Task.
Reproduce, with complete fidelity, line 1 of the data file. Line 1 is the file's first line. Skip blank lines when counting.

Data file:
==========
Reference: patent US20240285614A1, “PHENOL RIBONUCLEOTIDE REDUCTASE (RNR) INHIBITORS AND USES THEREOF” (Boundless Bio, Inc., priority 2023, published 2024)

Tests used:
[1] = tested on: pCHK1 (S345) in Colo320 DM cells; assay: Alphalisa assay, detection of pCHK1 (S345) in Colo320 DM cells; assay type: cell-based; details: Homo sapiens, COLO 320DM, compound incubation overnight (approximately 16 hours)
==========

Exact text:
Reference: patent US20240285614A1, “PHENOL RIBONUCLEOTIDE REDUCTASE (RNR) INHIBITORS AND USES THEREOF” (Boundless Bio, Inc., priority 2023, published 2024)